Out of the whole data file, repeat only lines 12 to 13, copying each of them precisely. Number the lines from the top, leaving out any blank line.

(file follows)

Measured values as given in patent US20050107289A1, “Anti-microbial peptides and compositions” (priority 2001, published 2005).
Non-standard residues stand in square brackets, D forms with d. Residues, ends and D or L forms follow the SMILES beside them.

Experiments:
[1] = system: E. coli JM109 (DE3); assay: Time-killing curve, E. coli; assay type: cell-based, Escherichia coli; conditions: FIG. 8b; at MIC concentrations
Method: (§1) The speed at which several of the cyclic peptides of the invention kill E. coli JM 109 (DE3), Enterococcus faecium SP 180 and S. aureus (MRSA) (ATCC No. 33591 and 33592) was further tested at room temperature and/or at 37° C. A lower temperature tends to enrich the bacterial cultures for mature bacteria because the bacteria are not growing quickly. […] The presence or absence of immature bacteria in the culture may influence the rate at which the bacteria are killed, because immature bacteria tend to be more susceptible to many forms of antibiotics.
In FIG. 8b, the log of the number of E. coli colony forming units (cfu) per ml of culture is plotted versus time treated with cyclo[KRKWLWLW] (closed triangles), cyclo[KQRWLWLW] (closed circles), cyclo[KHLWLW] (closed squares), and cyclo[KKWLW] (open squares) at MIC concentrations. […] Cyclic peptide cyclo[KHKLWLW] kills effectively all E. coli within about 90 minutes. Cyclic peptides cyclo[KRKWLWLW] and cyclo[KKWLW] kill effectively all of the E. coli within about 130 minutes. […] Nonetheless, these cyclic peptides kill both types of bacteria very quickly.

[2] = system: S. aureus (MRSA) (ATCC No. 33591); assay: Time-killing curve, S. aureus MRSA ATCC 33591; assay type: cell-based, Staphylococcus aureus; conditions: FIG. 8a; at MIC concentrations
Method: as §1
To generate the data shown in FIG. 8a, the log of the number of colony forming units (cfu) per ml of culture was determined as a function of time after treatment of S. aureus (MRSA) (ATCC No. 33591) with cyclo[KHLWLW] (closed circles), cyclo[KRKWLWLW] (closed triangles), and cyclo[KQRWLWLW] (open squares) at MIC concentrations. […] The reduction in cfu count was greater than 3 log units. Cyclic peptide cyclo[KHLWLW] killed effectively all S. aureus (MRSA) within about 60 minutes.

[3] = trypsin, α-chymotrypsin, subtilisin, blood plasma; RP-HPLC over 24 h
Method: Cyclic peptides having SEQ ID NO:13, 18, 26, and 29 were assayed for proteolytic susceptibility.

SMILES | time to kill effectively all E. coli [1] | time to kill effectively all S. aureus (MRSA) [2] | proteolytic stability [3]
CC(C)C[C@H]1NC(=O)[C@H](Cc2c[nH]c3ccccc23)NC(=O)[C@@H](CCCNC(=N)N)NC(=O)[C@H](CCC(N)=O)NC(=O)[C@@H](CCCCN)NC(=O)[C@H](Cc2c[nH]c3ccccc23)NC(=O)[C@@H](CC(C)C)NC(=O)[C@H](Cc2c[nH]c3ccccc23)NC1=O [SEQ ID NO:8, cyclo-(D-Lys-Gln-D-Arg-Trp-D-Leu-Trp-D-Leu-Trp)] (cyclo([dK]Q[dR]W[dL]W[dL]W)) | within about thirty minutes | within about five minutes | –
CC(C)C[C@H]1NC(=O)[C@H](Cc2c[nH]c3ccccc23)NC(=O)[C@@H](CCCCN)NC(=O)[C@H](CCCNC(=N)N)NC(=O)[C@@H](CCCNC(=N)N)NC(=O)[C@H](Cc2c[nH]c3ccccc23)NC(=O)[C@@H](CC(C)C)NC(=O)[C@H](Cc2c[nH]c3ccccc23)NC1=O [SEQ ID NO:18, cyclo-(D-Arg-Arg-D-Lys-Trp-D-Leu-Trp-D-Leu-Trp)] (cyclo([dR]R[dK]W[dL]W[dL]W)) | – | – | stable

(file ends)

SMILES | time to kill effectively all E. coli [1] | time to kill effectively all S. aureus (MRSA) [2] | proteolytic stability [3]
CC(C)C[C@H]1NC(=O)[C@H](Cc2c[nH]c3ccccc23)NC(=O)[C@@H](CCCNC(=N)N)NC(=O)[C@H](CCC(N)=O)NC(=O)[C@@H](CCCCN)NC(=O)[C@H](Cc2c[nH]c3ccccc23)NC(=O)[C@@H](CC(C)C)NC(=O)[C@H](Cc2c[nH]c3ccccc23)NC1=O [SEQ ID NO:8, cyclo-(D-Lys-Gln-D-Arg-Trp-D-Leu-Trp-D-Leu-Trp)] (cyclo([dK]Q[dR]W[dL]W[dL]W)) | within about thirty minutes | within about five minutes | –